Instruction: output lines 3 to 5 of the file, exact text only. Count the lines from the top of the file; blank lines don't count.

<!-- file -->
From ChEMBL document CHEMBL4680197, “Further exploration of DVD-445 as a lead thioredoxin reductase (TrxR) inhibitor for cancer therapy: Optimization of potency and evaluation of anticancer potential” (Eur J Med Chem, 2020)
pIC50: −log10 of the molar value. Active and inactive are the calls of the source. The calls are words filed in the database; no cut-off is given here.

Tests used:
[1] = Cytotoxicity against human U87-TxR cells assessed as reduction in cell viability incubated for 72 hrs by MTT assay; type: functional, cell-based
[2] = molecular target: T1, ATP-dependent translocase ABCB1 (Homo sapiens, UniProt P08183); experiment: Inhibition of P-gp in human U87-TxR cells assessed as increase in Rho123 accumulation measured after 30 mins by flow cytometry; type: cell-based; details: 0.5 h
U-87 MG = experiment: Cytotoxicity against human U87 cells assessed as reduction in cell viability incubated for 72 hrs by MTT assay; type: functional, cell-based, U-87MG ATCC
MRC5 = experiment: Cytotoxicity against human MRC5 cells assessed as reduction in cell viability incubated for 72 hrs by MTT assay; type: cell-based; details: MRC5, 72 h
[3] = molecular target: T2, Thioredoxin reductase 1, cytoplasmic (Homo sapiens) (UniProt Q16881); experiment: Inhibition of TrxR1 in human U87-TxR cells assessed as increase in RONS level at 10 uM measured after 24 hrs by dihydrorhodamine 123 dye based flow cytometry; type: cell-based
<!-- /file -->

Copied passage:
Tests used:
[1] = Cytotoxicity against human U87-TxR cells assessed as reduction in cell viability incubated for 72 hrs by MTT assay; type: functional, cell-based
[2] = molecular target: T1, ATP-dependent translocase ABCB1 (Homo sapiens, UniProt P08183); experiment: Inhibition of P-gp in human U87-TxR cells assessed as increase in Rho123 accumulation measured after 30 mins by flow cytometry; type: cell-based; details: 0.5 h